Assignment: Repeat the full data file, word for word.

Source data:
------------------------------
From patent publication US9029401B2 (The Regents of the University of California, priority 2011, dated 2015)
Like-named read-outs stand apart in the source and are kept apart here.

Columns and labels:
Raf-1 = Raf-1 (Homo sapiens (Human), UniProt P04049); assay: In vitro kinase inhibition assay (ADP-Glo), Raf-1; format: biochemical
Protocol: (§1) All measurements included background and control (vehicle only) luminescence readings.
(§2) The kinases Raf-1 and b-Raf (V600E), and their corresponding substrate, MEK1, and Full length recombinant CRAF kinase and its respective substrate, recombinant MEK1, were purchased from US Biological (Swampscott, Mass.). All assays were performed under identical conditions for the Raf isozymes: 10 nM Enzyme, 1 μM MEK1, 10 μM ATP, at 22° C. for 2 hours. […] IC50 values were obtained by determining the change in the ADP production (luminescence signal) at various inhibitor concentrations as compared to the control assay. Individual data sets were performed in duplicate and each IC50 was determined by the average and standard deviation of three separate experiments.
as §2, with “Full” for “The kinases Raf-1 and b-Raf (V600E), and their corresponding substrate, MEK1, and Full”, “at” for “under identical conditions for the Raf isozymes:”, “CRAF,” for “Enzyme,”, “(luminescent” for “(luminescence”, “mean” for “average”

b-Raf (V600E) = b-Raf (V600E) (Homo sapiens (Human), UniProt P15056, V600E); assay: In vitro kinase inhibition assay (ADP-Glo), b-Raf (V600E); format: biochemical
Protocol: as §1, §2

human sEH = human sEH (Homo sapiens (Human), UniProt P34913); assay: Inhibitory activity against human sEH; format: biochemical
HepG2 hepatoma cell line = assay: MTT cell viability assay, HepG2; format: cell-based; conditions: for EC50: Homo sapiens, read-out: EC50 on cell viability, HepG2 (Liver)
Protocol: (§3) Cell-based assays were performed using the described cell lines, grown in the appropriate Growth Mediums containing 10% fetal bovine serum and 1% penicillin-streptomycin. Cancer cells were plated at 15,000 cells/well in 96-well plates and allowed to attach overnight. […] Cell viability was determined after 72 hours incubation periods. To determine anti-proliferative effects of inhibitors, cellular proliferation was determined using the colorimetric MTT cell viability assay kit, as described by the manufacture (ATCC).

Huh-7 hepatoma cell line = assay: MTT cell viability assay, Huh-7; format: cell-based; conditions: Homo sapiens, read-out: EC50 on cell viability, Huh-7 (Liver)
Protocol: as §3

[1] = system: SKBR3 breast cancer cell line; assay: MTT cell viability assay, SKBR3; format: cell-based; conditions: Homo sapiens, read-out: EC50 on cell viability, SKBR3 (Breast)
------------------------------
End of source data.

From patent publication US9029401B2 (The Regents of the University of California, priority 2011, dated 2015)
Like-named read-outs stand apart in the source and are kept apart here.

Columns and labels:
Raf-1 = Raf-1 (Homo sapiens (Human), UniProt P04049); assay: In vitro kinase inhibition assay (ADP-Glo), Raf-1; format: biochemical
Protocol: (§1) All measurements included background and control (vehicle only) luminescence readings.
(§2) The kinases Raf-1 and b-Raf (V600E), and their corresponding substrate, MEK1, and Full length recombinant CRAF kinase and its respective substrate, recombinant MEK1, were purchased from US Biological (Swampscott, Mass.). All assays were performed under identical conditions for the Raf isozymes: 10 nM Enzyme, 1 μM MEK1, 10 μM ATP, at 22° C. for 2 hours. […] IC50 values were obtained by determining the change in the ADP production (luminescence signal) at various inhibitor concentrations as compared to the control assay. Individual data sets were performed in duplicate and each IC50 was determined by the average and standard deviation of three separate experiments.
as §2, with “Full” for “The kinases Raf-1 and b-Raf (V600E), and their corresponding substrate, MEK1, and Full”, “at” for “under identical conditions for the Raf isozymes:”, “CRAF,” for “Enzyme,”, “(luminescent” for “(luminescence”, “mean” for “average”

b-Raf (V600E) = b-Raf (V600E) (Homo sapiens (Human), UniProt P15056, V600E); assay: In vitro kinase inhibition assay (ADP-Glo), b-Raf (V600E); format: biochemical
Protocol: as §1, §2

human sEH = human sEH (Homo sapiens (Human), UniProt P34913); assay: Inhibitory activity against human sEH; format: biochemical
HepG2 hepatoma cell line = assay: MTT cell viability assay, HepG2; format: cell-based; conditions: for EC50: Homo sapiens, read-out: EC50 on cell viability, HepG2 (Liver)
Protocol: (§3) Cell-based assays were performed using the described cell lines, grown in the appropriate Growth Mediums containing 10% fetal bovine serum and 1% penicillin-streptomycin. Cancer cells were plated at 15,000 cells/well in 96-well plates and allowed to attach overnight. […] Cell viability was determined after 72 hours incubation periods. To determine anti-proliferative effects of inhibitors, cellular proliferation was determined using the colorimetric MTT cell viability assay kit, as described by the manufacture (ATCC).

Huh-7 hepatoma cell line = assay: MTT cell viability assay, Huh-7; format: cell-based; conditions: Homo sapiens, read-out: EC50 on cell viability, Huh-7 (Liver)
Protocol: as §3

[1] = system: SKBR3 breast cancer cell line; assay: MTT cell viability assay, SKBR3; format: cell-based; conditions: Homo sapiens, read-out: EC50 on cell viability, SKBR3 (Breast)